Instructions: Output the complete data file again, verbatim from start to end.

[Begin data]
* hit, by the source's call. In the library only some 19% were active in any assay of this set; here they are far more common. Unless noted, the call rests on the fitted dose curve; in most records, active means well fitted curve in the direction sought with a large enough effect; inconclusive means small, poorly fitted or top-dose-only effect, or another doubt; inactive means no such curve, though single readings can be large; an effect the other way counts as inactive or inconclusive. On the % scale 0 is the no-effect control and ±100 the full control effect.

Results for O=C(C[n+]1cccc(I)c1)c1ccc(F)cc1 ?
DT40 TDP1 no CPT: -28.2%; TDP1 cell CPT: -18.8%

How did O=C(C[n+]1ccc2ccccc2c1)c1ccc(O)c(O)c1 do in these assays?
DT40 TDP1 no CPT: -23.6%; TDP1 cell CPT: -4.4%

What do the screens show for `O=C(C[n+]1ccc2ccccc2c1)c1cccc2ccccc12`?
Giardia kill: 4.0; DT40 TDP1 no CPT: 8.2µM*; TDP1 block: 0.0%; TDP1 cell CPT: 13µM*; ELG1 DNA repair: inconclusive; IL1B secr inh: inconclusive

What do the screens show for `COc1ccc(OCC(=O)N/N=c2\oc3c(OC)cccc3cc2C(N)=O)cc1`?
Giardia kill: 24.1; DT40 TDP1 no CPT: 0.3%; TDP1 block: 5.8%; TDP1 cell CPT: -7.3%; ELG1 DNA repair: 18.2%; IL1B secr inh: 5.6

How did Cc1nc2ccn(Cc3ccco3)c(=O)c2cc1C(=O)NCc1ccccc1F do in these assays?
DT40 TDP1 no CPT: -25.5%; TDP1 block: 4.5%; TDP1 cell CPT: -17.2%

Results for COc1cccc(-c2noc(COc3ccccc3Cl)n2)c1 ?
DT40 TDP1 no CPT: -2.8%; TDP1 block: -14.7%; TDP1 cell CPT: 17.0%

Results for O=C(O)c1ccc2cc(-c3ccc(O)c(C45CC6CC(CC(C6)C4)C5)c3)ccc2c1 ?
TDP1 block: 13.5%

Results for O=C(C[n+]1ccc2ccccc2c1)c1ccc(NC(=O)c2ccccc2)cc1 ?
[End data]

* hit, by the source's call. In the library only some 19% were active in any assay of this set; here they are far more common. Unless noted, the call rests on the fitted dose curve; in most records, active means well fitted curve in the direction sought with a large enough effect; inconclusive means small, poorly fitted or top-dose-only effect, or another doubt; inactive means no such curve, though single readings can be large; an effect the other way counts as inactive or inconclusive. On the % scale 0 is the no-effect control and ±100 the full control effect.

Results for O=C(C[n+]1cccc(I)c1)c1ccc(F)cc1 ?
DT40 TDP1 no CPT: -28.2%; TDP1 cell CPT: -18.8%

How did O=C(C[n+]1ccc2ccccc2c1)c1ccc(O)c(O)c1 do in these assays?
DT40 TDP1 no CPT: -23.6%; TDP1 cell CPT: -4.4%

What do the screens show for `O=C(C[n+]1ccc2ccccc2c1)c1cccc2ccccc12`?
Giardia kill: 4.0; DT40 TDP1 no CPT: 8.2µM*; TDP1 block: 0.0%; TDP1 cell CPT: 13µM*; ELG1 DNA repair: inconclusive; IL1B secr inh: inconclusive

What do the screens show for `COc1ccc(OCC(=O)N/N=c2\oc3c(OC)cccc3cc2C(N)=O)cc1`?
Giardia kill: 24.1; DT40 TDP1 no CPT: 0.3%; TDP1 block: 5.8%; TDP1 cell CPT: -7.3%; ELG1 DNA repair: 18.2%; IL1B secr inh: 5.6

How did Cc1nc2ccn(Cc3ccco3)c(=O)c2cc1C(=O)NCc1ccccc1F do in these assays?
DT40 TDP1 no CPT: -25.5%; TDP1 block: 4.5%; TDP1 cell CPT: -17.2%

Results for COc1cccc(-c2noc(COc3ccccc3Cl)n2)c1 ?
DT40 TDP1 no CPT: -2.8%; TDP1 block: -14.7%; TDP1 cell CPT: 17.0%

Results for O=C(O)c1ccc2cc(-c3ccc(O)c(C45CC6CC(CC(C6)C4)C5)c3)ccc2c1 ?
TDP1 block: 13.5%

Results for O=C(C[n+]1ccc2ccccc2c1)c1ccc(NC(=O)c2ccccc2)cc1 ?